UN observers visit Homs to monitor shaky Syria truce
UN monitors in Syria have visited the battered city of Homs amid a rare lull in fighting between troops and rebels.
The observers met the governor and saw parts of the city, a UN spokesman said.
Activists say the violence stopped for the first time in weeks just to make it look as though the Syrian government is observing a UN-backed truce, and that fighting will resume soon.
The visit came ahead of a Security Council vote on boosting the number of UN observers in Syria to 300.
The draft resolution would see military observers and civilian experts initially deployed for three months.
A handful of monitors are already in Syria to monitor the fragile ceasefire brokered by international envoy Kofi Annan.
Homs has been a leading focus of unrest in the 13-month uprising against President Bashar al-Assad.
"A team of observers have been sent to Homs and met the governor," UN spokesman Khaled al-Masri said on Saturday.
But rebels said tanks had been only temporarily hidden out of sight and shelling would resume as soon as the observers left.
"It is very clear that the Syrian government can stop the violence whenever it wants at anytime in the country," Homs opposition activist Walid al-Fares told Reuters news agency.
Although overall violence has fallen since the truce was signed by the UN and Syria on Thursday, many violations have been reported by activists and journalists on the ground.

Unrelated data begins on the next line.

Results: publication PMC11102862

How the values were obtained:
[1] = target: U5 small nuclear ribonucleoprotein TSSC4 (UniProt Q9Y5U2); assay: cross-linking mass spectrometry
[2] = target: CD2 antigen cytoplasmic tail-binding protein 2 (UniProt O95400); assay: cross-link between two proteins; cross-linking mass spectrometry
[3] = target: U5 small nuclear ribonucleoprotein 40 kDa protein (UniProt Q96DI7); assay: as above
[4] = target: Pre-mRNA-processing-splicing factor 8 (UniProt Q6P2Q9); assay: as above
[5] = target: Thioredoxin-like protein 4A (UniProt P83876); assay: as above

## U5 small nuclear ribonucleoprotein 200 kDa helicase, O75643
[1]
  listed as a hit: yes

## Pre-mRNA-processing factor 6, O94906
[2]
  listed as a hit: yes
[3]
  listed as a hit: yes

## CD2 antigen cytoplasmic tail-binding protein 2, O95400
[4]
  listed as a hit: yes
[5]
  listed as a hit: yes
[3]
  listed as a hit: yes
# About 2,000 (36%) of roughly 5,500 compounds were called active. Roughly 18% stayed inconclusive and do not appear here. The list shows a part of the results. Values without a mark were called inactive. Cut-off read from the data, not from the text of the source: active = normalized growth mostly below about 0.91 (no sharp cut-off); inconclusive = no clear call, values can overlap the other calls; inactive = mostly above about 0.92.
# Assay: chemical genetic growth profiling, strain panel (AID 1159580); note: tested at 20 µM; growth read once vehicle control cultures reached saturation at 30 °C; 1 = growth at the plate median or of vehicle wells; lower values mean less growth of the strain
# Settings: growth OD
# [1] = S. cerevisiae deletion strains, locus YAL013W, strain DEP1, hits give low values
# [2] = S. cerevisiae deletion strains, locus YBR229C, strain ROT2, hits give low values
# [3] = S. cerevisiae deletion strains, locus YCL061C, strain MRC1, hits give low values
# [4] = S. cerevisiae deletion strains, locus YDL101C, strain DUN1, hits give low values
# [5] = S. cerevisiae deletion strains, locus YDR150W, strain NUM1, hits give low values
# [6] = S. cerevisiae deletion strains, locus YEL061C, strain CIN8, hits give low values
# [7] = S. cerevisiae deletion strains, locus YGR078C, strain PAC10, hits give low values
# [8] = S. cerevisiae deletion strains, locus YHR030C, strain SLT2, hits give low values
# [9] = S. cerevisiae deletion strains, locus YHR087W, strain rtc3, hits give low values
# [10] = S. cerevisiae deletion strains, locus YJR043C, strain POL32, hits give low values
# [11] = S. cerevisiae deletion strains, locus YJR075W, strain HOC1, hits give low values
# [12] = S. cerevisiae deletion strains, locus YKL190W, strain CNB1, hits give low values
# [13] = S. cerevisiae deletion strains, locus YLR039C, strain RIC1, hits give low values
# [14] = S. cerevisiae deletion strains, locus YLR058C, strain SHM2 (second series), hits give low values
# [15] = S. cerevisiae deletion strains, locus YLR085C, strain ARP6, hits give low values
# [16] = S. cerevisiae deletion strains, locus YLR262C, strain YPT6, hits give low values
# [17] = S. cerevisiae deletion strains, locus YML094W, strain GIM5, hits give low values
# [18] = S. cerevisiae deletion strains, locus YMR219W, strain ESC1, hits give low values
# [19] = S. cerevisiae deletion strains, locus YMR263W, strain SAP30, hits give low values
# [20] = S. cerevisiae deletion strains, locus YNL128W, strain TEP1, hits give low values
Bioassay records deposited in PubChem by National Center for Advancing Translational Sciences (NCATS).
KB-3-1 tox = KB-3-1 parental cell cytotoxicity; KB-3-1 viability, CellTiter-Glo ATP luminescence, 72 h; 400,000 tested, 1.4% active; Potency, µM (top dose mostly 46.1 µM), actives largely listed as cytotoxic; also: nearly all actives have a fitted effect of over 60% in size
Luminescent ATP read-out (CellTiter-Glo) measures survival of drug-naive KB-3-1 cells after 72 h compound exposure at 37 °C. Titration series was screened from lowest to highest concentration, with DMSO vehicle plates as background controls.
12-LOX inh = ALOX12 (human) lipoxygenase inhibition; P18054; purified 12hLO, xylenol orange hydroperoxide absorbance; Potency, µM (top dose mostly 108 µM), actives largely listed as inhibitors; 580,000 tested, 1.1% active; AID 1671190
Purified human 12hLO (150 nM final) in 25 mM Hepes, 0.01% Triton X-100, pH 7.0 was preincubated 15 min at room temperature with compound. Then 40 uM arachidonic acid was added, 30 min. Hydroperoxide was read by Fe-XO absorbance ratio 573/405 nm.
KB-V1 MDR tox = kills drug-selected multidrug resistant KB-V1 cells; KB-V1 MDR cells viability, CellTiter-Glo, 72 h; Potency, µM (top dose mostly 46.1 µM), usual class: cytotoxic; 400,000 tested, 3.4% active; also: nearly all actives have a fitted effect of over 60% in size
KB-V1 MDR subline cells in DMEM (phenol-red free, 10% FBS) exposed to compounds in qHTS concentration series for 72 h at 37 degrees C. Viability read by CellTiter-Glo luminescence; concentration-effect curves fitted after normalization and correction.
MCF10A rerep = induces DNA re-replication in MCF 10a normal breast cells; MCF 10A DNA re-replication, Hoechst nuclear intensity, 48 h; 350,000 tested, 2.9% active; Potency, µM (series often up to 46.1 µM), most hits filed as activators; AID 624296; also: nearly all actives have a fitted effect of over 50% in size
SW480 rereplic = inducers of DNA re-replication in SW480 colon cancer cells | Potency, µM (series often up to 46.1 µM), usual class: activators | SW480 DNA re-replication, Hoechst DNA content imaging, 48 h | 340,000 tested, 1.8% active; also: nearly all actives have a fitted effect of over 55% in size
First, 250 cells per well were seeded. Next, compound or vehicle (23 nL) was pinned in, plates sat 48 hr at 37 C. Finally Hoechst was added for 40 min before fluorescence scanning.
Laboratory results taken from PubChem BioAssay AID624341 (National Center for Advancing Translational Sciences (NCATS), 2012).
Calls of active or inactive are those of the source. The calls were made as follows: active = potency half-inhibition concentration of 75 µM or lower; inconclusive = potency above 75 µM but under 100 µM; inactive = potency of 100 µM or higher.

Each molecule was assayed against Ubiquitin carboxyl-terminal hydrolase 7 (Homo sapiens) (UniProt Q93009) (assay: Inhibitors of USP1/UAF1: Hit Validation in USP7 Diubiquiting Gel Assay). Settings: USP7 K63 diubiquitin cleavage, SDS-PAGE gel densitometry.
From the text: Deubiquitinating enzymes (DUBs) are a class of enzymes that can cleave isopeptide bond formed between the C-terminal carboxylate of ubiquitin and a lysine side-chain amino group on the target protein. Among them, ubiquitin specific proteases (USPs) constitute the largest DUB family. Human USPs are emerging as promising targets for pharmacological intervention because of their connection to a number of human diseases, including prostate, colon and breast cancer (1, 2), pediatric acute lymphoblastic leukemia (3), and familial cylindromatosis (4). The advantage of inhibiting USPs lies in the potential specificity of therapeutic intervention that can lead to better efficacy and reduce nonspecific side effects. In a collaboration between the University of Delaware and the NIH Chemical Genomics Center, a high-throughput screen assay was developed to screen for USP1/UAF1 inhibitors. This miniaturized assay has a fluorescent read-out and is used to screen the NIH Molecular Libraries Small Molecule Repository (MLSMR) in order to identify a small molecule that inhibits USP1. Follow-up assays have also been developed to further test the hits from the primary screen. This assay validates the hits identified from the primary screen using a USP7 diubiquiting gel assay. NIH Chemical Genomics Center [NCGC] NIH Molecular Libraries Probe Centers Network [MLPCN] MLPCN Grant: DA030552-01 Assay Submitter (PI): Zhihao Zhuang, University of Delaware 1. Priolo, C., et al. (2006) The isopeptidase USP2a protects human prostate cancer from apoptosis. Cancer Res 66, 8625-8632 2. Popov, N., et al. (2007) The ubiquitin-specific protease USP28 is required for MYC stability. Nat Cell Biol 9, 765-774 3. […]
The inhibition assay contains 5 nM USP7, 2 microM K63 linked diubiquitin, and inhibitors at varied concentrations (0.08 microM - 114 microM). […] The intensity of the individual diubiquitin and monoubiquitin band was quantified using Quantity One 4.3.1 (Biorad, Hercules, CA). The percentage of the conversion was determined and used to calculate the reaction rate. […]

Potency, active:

According to Reuters news agency, at least 23 people were killed on Friday, 10 of them in a roadside bomb targeting security forces and most of the others in army shelling on the city of Homs.
The Damascus authorities say they are fighting armed terrorist groups and that the ceasefire allows them to respond to attacks.
The UN estimates that government forces have killed more than 9,000 people in the uprising. Syria says foreign-backed militants have killed more than 2,600 soldiers and police.
On Friday, US Secretary of State Hillary Clinton had called for a global arms embargo and further sanctions if the government continues to break the ceasefire.
The international community has also been looking at ways of getting humanitarian aid to Syria, with diplomats meeting in Geneva on Friday to discuss the situation.
They agreed to a draft plan to provide $180m (£112m) for food, medicine and other supplies to about one million people inside Syria. That comes on top of the aid that is being delivered to refugees who have fled to neighbouring countries.
The plan still needs Syria's approval, with the key issue being the number of aid workers allowed into the country.
Foreign ministers from the Friends of Syria coalition, meeting in Paris on Thursday evening, agreed that the ceasefire and Mr Annan's peace plan were the "last hope" of avoiding civil war in Syria.
The Friends of Syria group includes Western and Arab nations, but not Russia or China, who have blocked previous attempts to introduce UN sanctions.